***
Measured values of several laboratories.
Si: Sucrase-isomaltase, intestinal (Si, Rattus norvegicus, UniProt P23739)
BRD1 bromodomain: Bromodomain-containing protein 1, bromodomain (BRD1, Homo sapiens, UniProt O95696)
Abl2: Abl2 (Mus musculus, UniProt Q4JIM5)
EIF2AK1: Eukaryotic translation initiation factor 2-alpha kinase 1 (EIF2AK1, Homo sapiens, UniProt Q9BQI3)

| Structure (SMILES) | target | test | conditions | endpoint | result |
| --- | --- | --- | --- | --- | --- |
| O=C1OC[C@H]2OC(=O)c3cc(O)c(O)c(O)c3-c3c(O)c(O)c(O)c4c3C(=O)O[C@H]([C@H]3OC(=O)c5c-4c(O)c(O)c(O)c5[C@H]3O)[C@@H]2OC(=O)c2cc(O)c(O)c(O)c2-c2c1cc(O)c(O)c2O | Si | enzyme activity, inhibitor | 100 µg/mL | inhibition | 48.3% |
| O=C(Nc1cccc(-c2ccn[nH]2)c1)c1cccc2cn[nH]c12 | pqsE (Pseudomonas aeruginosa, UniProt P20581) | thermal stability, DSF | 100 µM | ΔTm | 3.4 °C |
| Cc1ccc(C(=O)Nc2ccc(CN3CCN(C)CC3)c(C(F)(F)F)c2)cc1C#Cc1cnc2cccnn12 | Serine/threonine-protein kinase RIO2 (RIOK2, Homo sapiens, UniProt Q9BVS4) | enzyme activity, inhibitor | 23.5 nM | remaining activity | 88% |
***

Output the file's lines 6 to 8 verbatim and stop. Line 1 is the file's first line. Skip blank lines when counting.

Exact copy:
| Structure (SMILES) | target | test | conditions | endpoint | result |
| --- | --- | --- | --- | --- | --- |
| O=C1OC[C@H]2OC(=O)c3cc(O)c(O)c(O)c3-c3c(O)c(O)c(O)c4c3C(=O)O[C@H]([C@H]3OC(=O)c5c-4c(O)c(O)c(O)c5[C@H]3O)[C@@H]2OC(=O)c2cc(O)c(O)c(O)c2-c2c1cc(O)c(O)c2O | Si | enzyme activity, inhibitor | 100 µg/mL | inhibition | 48.3% |